The Institute of Healthcare Management has admitted to having just 8,500 members - up to 1,500 fewer than was claimed when it was formed in October last year.
In an 'interim report' on the IHM's first nine months, to be presented to its annual conference next week, chief executive Stuart Marples also admits that 'influencing the external agenda' was not a 'top priority' for the new organisation.
But he says the IHM was 'disappointed not to be more closely involved in the development of the NHS plan'.
The former Institute of Health Services Management claimed that 8,000 members at the beginning of 1999.
The Association of Managers in General Practice was reported to be about a quarter of that size when it voted in October 1998 to merge and form the IHM .
In his report, Mr Marples blames 'a tidy up of the system for lapsed subscribers' during a database merger for a 'one-off reduction in numbers'.
But deputy chief executive Suzanne Tyler said that only 1,195 AMGP members had transferred, although financial estimates had been made 'working on the basis of 1,500' AMGP members.
She added: 'We had more joint members than we thought we would have, ' but later clarified that only 60 to 70 people had been members of both the AMGP and the IHSM.
The IHM acknowledges in a draft membership recruitment drive on its website that membership is the 'lifeblood of any professional organisation'.
The draft poses a series of questions for consultation around key issues and poses fundamental question such as 'What does [the IHM's name] stand for? and 'What are we offering?'
Ms Tyler said the IHM had acquired 869 new members since October last year and it was 'difficult to tell' whether the new organisation had lost or gained members since the merger.
Mr Marples' report brings some relief to the remaining IHM membership, with unaudited accounts for 1 October 1999 to 30 June 2000 showing an operating surplus of more than£30,000.
This is a vast improvement on the last available audited accounts - for the year to December 1998 - which recorded a£375,000 deficit for the IHSM.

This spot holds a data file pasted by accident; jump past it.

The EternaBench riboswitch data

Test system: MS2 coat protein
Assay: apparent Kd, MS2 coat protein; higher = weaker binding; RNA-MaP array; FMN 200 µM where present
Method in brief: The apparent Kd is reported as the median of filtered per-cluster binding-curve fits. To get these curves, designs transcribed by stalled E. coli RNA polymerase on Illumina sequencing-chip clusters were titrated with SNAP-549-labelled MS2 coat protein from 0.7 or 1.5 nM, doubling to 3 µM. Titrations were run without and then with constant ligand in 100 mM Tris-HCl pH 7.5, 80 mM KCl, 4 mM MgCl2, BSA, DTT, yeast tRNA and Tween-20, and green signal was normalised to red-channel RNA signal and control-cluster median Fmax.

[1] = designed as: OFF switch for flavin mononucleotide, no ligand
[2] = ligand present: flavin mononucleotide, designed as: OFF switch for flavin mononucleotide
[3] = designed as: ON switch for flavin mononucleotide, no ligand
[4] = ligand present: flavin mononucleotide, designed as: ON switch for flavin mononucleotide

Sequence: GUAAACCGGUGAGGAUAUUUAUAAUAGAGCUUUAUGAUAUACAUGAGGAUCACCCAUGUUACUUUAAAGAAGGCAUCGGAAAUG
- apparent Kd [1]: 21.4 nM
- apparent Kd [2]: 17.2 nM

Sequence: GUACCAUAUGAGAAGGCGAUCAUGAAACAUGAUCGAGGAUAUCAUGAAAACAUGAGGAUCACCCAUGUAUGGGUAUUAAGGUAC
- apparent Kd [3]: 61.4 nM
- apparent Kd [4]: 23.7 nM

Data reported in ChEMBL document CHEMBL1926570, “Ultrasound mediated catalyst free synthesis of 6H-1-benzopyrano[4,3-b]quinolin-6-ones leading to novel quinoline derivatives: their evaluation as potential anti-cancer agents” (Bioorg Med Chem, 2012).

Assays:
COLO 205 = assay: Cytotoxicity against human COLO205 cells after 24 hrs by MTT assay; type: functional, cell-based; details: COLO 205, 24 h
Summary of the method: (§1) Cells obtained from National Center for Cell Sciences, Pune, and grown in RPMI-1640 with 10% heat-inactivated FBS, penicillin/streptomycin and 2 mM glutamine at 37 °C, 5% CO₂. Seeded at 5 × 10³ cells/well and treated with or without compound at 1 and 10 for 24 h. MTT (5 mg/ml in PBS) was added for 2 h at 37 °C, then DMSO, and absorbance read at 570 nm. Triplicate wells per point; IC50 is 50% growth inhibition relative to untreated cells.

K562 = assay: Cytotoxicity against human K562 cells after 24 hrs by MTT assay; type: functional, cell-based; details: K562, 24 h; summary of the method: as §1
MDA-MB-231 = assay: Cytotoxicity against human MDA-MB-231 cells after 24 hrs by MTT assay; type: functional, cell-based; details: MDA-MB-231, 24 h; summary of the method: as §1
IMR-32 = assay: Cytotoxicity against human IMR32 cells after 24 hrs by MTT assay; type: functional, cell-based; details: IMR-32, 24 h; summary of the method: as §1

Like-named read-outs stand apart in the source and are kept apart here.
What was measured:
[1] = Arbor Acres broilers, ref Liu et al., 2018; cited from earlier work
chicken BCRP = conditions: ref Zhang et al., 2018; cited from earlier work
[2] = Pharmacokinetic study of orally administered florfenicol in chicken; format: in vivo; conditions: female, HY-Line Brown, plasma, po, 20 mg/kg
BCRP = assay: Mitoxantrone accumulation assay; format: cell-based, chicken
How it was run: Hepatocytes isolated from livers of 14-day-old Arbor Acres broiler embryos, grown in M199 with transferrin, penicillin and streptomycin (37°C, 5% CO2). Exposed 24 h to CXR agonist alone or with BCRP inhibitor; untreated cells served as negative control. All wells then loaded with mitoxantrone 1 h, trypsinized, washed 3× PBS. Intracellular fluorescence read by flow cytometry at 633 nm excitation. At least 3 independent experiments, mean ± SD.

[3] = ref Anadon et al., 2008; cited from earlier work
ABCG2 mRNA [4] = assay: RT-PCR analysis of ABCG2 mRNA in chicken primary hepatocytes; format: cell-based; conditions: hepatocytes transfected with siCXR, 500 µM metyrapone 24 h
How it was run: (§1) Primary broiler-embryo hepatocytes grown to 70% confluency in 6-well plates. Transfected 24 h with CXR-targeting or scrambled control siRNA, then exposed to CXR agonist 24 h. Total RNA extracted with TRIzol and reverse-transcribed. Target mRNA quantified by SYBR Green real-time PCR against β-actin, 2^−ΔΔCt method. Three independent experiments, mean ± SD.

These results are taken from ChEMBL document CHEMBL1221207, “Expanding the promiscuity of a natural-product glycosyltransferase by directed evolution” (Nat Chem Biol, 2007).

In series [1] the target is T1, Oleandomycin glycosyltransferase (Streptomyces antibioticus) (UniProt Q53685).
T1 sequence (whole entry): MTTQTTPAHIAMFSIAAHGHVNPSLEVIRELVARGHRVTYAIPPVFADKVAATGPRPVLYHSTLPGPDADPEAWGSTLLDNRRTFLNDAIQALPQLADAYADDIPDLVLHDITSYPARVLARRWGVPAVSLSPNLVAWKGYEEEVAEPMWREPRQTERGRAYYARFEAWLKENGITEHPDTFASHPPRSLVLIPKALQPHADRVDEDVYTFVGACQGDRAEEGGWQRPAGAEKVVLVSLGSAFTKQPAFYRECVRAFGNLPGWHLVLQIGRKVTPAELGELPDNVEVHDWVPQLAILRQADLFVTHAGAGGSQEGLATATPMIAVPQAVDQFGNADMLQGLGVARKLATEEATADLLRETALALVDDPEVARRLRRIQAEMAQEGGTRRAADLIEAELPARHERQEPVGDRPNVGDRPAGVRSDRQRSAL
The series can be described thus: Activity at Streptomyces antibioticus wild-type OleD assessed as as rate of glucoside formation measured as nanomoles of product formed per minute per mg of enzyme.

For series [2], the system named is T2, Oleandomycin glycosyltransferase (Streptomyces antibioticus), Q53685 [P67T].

'Finances are stabilised now, with healthy reserves and a small surplus on the year expected, 'Mr Marples reports.
Accounts for the period between December 1998 and the merger in October are not available but should be published in March or April next year.
Health Quality Service director Peter Griffiths, IHSM president in 1995-96, said keeping a professional organisation like the IHSM going 'on relatively small numbers' had always been a difficult job and was 'no easier now'.
He said he hoped the IHM would give serious consideration to working more closely with other organisations, such as the Institute of Management, which he thought now had as many NHS managers as the IHM.
A graph on the IHM's website claims just 42 per cent of its members are junior, middle or senior NHS managers, while 15 per cent work in the primary care sector and the rest are students, retired or employed in the independent sector.
Health management consultant Peter Stansbie, IHSM president 1994-95, said the IHM was now on an 'even keel'.
He added: 'I wouldn't be too worried about membership figures straight away.
'Always, when organisations merge, there are some people who review their membership. '
NHS Retirement Fellowship director Roger Stokoe, president in 1992-93, said: 'I think that trend will be reversed - we can only go forward now.
'I'm confident in that and in Stuart Marples. '